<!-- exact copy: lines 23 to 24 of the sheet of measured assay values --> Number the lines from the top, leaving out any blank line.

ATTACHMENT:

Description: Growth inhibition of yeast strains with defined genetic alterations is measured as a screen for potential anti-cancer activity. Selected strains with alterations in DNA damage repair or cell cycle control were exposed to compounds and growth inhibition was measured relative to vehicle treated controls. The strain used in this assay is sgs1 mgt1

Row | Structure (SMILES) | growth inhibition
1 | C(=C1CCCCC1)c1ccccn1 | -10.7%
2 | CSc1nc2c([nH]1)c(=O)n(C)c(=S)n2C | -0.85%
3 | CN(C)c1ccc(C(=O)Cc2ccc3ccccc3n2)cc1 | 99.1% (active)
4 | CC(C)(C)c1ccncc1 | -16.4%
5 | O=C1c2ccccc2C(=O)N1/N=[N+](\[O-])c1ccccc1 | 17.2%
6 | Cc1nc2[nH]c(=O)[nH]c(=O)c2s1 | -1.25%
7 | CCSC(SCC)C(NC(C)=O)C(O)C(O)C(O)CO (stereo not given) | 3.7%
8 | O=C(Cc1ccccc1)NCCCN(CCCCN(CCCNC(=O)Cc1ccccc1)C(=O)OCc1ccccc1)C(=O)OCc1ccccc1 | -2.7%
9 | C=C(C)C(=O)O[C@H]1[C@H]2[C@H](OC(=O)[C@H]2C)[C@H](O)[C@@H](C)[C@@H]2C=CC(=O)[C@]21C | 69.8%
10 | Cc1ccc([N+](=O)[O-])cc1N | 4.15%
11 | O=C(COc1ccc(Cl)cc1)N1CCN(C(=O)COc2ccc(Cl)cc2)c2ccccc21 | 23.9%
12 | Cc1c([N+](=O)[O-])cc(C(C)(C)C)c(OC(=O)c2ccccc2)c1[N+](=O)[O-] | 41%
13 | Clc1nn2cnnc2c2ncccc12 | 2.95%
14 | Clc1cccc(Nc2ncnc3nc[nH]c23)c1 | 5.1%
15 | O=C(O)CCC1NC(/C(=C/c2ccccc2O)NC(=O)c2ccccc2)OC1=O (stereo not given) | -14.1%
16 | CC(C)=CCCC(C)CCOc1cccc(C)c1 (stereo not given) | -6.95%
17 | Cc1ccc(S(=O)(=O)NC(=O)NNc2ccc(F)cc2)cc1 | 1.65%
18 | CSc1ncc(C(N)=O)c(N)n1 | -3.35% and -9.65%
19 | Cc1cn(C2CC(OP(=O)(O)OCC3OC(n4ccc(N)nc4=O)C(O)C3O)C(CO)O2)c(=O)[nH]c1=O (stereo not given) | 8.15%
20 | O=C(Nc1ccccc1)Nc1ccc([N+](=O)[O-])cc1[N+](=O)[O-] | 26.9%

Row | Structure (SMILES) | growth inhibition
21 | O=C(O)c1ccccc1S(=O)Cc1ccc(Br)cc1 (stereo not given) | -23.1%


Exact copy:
Row | Structure (SMILES) | growth inhibition
21 | O=C(O)c1ccccc1S(=O)Cc1ccc(Br)cc1 (stereo not given) | -23.1%